A peace is signed between England and France after the failure of
the Amicable Grant leaves Wolsey without sufficient funds to pursue
the war. Its terms are favourable to England, as France is to pay
Henry VIII a pension of 100,000 crowns a year for the rest of his
life. The Peace is a severe setback for the Emperor Charles V,
since it loses the Empire a crucial ally in war against France, but
Wolsey sees it as an attempt to restore a balance of power to the
diplomatic situation, as since its victory at the Battle of Pavia,
the Empire has been predominant.
Please log in
to consult the article in its entirety. If you are a member (student of staff) of a subscribing institution (see List
), you should be able to access the LE on campus directly (without the need to log in), and off-campus either via the institutional log in we offer, or via your institution's remote access facilities, or by creating a personal user account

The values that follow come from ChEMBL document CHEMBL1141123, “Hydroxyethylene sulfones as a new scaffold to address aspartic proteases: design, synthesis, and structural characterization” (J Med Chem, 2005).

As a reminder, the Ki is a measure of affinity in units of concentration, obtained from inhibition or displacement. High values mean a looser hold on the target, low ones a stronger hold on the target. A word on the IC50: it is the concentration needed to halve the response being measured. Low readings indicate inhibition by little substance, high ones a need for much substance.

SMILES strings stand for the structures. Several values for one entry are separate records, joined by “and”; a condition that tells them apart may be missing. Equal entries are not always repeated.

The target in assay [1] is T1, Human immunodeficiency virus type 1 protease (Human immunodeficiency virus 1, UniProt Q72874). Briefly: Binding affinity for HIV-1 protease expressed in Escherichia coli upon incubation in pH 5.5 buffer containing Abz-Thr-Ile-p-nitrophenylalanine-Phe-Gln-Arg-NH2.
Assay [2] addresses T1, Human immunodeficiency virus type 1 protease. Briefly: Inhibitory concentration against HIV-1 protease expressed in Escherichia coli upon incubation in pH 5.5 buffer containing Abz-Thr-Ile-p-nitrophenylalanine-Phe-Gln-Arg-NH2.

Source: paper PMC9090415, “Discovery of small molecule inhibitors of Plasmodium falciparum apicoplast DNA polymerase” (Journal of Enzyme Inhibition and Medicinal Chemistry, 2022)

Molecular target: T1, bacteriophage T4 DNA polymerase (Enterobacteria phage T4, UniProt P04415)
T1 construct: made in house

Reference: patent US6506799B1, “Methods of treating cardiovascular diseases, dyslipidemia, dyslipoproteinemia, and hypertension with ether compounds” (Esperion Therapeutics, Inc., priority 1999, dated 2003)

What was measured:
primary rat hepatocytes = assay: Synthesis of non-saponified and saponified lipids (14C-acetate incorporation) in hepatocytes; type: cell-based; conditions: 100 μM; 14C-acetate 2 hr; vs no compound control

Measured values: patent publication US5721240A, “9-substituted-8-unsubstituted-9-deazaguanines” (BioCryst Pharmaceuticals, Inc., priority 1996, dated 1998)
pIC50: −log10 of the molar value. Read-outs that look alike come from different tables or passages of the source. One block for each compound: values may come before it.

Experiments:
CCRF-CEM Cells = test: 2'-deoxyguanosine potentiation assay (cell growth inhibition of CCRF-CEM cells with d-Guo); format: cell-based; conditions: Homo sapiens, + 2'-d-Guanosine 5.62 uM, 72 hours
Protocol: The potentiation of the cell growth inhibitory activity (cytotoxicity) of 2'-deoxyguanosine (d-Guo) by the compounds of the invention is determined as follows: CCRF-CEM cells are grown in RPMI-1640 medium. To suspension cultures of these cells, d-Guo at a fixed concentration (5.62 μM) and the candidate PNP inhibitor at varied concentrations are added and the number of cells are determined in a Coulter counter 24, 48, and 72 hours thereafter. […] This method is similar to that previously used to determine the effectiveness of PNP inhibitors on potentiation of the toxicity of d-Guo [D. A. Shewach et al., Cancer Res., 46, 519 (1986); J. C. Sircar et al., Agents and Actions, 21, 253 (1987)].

with your institutional email address. If you are not a member of a subscribing institution, you will need to purchase a personal subscription. For more information on how to subscribe as an individual user, please see under Individual Subcriptions
We have have no profile for this entry. If you are a qualified scholar and you wish to write for The Literary Encyclopedia, please click here to contact us.
Editors. "Wolsey signs a Peace with France". The Literary Encyclopedia. First published 01 November 2010
[https://www.litencyc.com/php/stopics.php?rec=true&UID=14896, accessed 21 October 2017.]